16. OBESITY

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16. OBESITY
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CAUSES AND COMPLICATIONS
Childhood obesity is an epidemic in the US
Many of these obese children become obese adults and the risk of remaining obese increases with
age and degree of obesity
It runs in families but genetic influences are rare
Environmental factors such as watching TV as well as
excessive dietary intake have been proven to play a huge
factors
Another important factor, is maternal obesity during
pregnancy
o Children born to obese mother are three to five
times more likely to be obese
o Women who gain much more weight than
recommended during pregnancy have children
who have a higher BMI than normal in adolescence
Other causes(aka complicated/secondary obesity) include
o CNS and hypothalamus disorders leading to
appetite disorder
 Trauma, encephalitis, craniopharyngioma, hypothalamic syndrome etc.
o Endocrine disorder
 Hypothyroidism, GH deficiency and Cushing syndrome
o Psychiatric disorders such as depression
o Chromosomal abnormalities
 Down syndrome, Prader-Willi syndrome & Laurence-Moon-Biedle syndrome
Complications can affect various organ systems
o Obesity increases the risk of metabolic and cardiovascular diseases and some cancers
o The different systems and their complications are mention in the table
o There are also diseases associated with childhood obesity such as
 Cushing syndrome, muscular dystrophy, Prader-Willi syndrome etc.
DIAGNOSIS
By measuring excess body fat
BMI (body mass index; BMI = wt (kg) ÷ Ht2 (m)) correlates
fairly strongly with body fatness in children and adults
BMI age-specific and gender-specific percentile curves (for
2- to 20-year-olds) allow an assessment of BMI percentile
Skinfold callipers measure subcutaneous fat thickness
For children younger than 2 years of age, weight-for-length
measurements greater than 95th percentile may indicate
overweight and warrant further assessment
Early recognition of excessive rates of weight gain allows
earlier interventions
BMI interpretation is noted as underweight, normal,
overweight and obese
Degree of obesity using weight for height standards
o 1st degree (+ 15 - 30% overweight)
o 2nd degree (+ 30 - 50% overweight)
o 3rd degree (+ 50 - 100% overweight)
o 4th degree (> 100% overweight)
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Diagnostic steps
1. Anthropometric data including weight, heights and calculation of BMI and compared to gender
and age appropriate charts
2. Dietary and physical activity history
3. Physical examination
o BP, adiposity distribution (central or generalised), markers of comorbidities (acanthosis
nigricans, hirsutism, hepatomegaly, orthopaedic abnormalities such as advanced bone age
and flat foot )
o Physical stigmata of genetic syndromes
4. Lab studies
o For obese children or children with comorbidities
o Children between 9-11 should be screened for cholesterol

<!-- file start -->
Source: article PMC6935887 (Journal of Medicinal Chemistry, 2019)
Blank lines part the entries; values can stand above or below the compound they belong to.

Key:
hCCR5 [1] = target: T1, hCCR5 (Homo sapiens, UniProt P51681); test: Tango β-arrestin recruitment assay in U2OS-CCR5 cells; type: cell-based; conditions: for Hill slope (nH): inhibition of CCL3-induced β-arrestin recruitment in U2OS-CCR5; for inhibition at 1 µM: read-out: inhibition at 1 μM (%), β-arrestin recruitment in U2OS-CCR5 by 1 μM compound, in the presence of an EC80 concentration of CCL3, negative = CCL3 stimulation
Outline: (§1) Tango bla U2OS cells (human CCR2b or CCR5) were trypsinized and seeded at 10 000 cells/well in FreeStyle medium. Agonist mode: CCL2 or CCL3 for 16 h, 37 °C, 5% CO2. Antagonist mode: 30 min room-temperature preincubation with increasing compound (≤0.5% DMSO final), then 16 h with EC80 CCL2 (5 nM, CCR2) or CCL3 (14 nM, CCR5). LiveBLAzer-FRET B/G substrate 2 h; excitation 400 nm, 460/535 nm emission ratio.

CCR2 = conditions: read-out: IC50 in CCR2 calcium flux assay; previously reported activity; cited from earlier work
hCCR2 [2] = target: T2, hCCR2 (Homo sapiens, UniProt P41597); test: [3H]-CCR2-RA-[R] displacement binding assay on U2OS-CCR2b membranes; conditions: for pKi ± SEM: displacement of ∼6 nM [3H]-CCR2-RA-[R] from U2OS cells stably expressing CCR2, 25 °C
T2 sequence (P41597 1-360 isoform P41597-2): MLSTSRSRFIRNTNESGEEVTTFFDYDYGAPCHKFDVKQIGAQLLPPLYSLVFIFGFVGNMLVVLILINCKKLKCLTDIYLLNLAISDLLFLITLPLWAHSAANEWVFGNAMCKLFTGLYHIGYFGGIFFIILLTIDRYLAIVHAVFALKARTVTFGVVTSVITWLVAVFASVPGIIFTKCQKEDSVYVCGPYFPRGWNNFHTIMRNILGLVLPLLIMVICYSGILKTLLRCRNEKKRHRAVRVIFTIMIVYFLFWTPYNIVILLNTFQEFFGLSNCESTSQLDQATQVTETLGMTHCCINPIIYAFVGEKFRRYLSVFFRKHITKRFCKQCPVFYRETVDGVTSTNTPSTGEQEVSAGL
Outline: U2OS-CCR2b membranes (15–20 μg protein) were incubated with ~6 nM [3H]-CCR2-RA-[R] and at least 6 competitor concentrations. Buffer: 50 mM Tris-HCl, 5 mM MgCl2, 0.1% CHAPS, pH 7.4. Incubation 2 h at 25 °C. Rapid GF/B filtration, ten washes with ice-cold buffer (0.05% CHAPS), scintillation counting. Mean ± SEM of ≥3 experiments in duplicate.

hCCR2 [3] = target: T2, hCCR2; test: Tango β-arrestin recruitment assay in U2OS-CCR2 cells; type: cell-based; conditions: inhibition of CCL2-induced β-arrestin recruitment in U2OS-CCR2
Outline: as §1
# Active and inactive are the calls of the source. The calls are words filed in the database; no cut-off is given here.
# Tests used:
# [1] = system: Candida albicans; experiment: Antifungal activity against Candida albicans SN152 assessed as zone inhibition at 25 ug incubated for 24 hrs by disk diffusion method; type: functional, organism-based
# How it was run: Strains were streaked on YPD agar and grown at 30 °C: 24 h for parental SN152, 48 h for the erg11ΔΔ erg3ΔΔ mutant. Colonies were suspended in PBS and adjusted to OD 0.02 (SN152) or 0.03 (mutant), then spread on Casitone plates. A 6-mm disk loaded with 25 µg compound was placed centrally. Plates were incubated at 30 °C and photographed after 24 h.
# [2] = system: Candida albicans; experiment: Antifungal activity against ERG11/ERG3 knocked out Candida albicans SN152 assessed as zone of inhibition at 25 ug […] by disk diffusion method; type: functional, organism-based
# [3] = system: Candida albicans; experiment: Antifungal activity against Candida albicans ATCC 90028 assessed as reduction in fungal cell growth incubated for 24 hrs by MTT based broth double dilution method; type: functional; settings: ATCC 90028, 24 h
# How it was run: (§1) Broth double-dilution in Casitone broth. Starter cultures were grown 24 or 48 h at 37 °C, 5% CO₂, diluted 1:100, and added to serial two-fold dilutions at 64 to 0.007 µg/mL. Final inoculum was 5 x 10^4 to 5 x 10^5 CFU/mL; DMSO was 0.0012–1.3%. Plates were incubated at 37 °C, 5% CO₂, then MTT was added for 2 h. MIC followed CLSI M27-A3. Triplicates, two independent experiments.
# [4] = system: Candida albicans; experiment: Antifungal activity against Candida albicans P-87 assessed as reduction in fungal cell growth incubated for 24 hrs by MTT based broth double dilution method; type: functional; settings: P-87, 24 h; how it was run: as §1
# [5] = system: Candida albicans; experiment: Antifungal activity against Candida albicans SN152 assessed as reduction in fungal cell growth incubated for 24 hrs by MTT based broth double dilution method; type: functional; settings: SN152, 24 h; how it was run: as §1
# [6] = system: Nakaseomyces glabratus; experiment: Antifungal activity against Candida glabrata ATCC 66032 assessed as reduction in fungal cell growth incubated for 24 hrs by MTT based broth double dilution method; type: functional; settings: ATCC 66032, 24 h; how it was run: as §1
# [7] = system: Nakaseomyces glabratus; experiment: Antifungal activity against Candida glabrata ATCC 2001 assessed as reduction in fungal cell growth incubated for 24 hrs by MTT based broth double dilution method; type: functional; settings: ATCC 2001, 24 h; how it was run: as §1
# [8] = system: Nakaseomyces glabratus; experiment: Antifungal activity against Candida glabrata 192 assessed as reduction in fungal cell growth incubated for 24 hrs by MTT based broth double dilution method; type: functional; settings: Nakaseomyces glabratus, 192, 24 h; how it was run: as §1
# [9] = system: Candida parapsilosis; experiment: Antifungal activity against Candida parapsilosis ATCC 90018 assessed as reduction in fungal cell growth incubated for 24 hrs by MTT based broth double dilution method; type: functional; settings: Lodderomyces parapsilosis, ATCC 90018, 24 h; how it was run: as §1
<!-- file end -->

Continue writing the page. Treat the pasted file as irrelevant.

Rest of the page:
o Other tests include haemoglobin A1c, fasting lipid profile, fasting glucose levels, liver
function tests, and thyroid function tests
PREVENTION AND TREATMENT
Therapy depends on risk factors, including age, severity of overweight and obesity, and
comorbidities, as well as family history and support
Healthy eating and activity are the primary goal for all
children with uncomplicated obesity and fast-rising
weight for height
In complicated obesity cases or if any comorbidities
exist, specific treatment of the complication is necessary
Obesity treatment programs can lead to sustained
weight loss and decreases in BMI when the focus lies
behavioural changes is family centred and simple
straight-forward instructions are necessary like the ones
suggested in the table
Goals needs to be specific and realistic such as
walking/biking to school two or three days a week or
watching no v on school days rather than just saying
“stop watching TV” or “do more sports“
o It needs to be comprehensive and it is necessary
to discuss it with the family as they also need to
make healthy life style changes including:
 Promotion of breast feeding
 Appropriate transition to complementary and table foods
 Important age-appropriate portion sizes for meals and snacks
 Use of smaller bowls and not eat directly form a bag or a box
 Little juice and no soda
 Less refined sugars found in sweets, chocolate, biscuits etc. and higher fibre content
e.g. fruits, vegetables and cereals
 Food as reward should be avoided
 Physical activity should be emphasises especially organised sports as well as
increase activities of daily living such as using stair, walking etc.
 TV in a child’s room should be avoided
Treatment
o More aggressive therapies are considered for those patients where the above mentioned
have not worked
o Treatment options may include
 Enrolment in a weight loss program
 In severe cases surgical treatment is considered